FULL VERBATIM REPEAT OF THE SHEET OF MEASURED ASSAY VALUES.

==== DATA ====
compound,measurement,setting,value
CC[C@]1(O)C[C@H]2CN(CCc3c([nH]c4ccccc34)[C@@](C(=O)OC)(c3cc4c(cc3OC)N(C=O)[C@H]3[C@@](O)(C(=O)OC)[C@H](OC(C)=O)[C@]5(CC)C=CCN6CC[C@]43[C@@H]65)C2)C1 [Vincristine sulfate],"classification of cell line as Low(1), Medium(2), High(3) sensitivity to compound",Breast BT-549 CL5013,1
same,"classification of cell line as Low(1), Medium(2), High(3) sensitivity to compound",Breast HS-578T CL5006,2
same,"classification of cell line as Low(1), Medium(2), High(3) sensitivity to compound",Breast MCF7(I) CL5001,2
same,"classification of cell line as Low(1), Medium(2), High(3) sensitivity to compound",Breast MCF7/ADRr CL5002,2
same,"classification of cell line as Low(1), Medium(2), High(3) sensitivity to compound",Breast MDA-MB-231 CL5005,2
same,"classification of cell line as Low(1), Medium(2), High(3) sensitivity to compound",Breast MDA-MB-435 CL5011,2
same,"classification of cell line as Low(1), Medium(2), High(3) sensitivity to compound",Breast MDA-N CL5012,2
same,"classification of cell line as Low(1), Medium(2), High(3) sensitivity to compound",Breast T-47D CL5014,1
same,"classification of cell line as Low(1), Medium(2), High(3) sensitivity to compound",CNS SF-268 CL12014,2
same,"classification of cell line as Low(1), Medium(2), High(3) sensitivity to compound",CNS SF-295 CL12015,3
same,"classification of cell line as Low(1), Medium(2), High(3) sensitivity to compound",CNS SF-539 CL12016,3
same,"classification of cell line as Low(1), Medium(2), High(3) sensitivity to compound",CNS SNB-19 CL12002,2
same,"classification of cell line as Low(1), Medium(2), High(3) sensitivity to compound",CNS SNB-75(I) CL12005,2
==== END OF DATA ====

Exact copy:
compound,measurement,setting,value
CC[C@]1(O)C[C@H]2CN(CCc3c([nH]c4ccccc34)[C@@](C(=O)OC)(c3cc4c(cc3OC)N(C=O)[C@H]3[C@@](O)(C(=O)OC)[C@H](OC(C)=O)[C@]5(CC)C=CCN6CC[C@]43[C@@H]65)C2)C1 [Vincristine sulfate],"classification of cell line as Low(1), Medium(2), High(3) sensitivity to compound",Breast BT-549 CL5013,1
same,"classification of cell line as Low(1), Medium(2), High(3) sensitivity to compound",Breast HS-578T CL5006,2
same,"classification of cell line as Low(1), Medium(2), High(3) sensitivity to compound",Breast MCF7(I) CL5001,2
same,"classification of cell line as Low(1), Medium(2), High(3) sensitivity to compound",Breast MCF7/ADRr CL5002,2
same,"classification of cell line as Low(1), Medium(2), High(3) sensitivity to compound",Breast MDA-MB-231 CL5005,2
same,"classification of cell line as Low(1), Medium(2), High(3) sensitivity to compound",Breast MDA-MB-435 CL5011,2
same,"classification of cell line as Low(1), Medium(2), High(3) sensitivity to compound",Breast MDA-N CL5012,2
same,"classification of cell line as Low(1), Medium(2), High(3) sensitivity to compound",Breast T-47D CL5014,1
same,"classification of cell line as Low(1), Medium(2), High(3) sensitivity to compound",CNS SF-268 CL12014,2
same,"classification of cell line as Low(1), Medium(2), High(3) sensitivity to compound",CNS SF-295 CL12015,3
same,"classification of cell line as Low(1), Medium(2), High(3) sensitivity to compound",CNS SF-539 CL12016,3
same,"classification of cell line as Low(1), Medium(2), High(3) sensitivity to compound",CNS SNB-19 CL12002,2
same,"classification of cell line as Low(1), Medium(2), High(3) sensitivity to compound",CNS SNB-75(I) CL12005,2